• Tim O'Dea on 04.16.2013 at 2:19 pm

        Bravo…well said. Keep calm and carry on!

      • Bertha on 04.16.2013 at 10:58 pm

        How embarrassing to consider this as just an excuse to get out of class.

  • elisabeth carter on 04.15.2013 at 10:27 pm

    Thank you President Brown for the wise decision to hold classes tomorrow. Terrorists–whether largescale or a domestic/single disturbed individual, feed on and delight in fear. Returning to normalcy is healthy and defiant against such fear mongering. Coming together in the classrooms is a better idea than leaving students to isolate with their fear. However, it might be wise to also hold alternative gatherings for those too upset to study, without absence from class penalties, though I imagine compassionate teachers will allow for needed and guided discussion within the classrooms as well. My thoughts and prayers for healing go out to the community. –SED Alum

  • Anonymous on 04.15.2013 at 10:30 pm

    I agree. BU should take actions and guarantee students’ safety before requiring us to attend classes. Complete sweeping must be done first. I believe I pay $60,000/yr for a reason.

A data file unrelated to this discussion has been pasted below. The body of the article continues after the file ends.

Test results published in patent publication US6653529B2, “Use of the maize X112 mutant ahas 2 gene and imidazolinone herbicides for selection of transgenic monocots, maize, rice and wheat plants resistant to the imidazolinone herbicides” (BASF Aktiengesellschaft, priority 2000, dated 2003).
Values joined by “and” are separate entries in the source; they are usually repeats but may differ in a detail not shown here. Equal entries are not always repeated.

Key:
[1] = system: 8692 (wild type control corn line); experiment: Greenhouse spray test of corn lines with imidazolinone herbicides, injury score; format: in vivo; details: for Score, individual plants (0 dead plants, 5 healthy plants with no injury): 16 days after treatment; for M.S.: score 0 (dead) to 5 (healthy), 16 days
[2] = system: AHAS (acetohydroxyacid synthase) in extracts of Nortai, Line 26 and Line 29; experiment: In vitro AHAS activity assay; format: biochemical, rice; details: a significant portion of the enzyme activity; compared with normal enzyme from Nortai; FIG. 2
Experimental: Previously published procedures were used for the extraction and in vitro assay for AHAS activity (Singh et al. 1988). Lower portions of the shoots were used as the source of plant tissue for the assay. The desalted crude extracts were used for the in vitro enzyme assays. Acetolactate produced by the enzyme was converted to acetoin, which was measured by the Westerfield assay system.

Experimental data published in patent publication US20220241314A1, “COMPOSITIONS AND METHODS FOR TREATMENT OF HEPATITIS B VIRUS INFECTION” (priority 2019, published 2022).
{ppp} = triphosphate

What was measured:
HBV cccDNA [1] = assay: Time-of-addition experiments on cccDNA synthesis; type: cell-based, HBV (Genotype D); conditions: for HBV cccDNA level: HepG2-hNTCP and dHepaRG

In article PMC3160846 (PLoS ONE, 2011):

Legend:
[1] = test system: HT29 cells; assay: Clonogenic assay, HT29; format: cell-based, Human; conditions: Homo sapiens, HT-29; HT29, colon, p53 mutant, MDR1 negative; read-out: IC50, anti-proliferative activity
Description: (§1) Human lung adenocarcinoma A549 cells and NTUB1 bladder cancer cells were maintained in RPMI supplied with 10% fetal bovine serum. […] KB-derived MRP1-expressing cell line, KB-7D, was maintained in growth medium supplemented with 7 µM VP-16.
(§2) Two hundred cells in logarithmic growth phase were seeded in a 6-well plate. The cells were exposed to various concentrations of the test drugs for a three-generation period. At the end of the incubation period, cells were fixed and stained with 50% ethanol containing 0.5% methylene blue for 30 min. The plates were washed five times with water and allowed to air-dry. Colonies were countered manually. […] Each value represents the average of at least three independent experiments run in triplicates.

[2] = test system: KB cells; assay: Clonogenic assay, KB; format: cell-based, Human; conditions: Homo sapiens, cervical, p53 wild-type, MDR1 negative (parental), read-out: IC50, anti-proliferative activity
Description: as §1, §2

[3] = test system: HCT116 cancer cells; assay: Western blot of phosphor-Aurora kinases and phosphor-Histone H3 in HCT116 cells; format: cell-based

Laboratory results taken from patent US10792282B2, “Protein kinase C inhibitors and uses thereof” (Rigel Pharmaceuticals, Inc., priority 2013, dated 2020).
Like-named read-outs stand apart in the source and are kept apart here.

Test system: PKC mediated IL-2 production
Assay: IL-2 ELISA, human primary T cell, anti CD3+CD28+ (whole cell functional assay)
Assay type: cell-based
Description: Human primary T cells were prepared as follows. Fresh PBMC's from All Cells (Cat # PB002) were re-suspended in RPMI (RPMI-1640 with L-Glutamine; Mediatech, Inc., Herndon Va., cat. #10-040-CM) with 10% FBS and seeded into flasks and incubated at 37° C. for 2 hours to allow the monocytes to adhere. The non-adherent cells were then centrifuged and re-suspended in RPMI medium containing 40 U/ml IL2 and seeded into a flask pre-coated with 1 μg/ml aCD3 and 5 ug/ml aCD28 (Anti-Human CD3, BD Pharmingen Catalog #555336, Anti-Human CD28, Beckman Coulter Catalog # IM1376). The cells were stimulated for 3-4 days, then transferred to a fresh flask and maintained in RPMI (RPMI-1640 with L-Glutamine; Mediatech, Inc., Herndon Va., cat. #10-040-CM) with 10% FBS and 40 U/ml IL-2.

• Consuelo Chronis on 04.15.2013 at 10:38 pm

    Thanks president Brown for addressing the bombing. I was anxious to know how the bombing had affected BU since my son is a 3rd year student there. I appreciate the desire to return to normalcy, however, could you please tell us if indeed the entire campus has been carefully checked to ensure the safety of all? If necessary, classes should be postponed.

    Can you please also let us know who is the student critically ill and what is his/her condition.


    Consuelo Chronis

  • Jim in NOLA on 04.15.2013 at 11:03 pm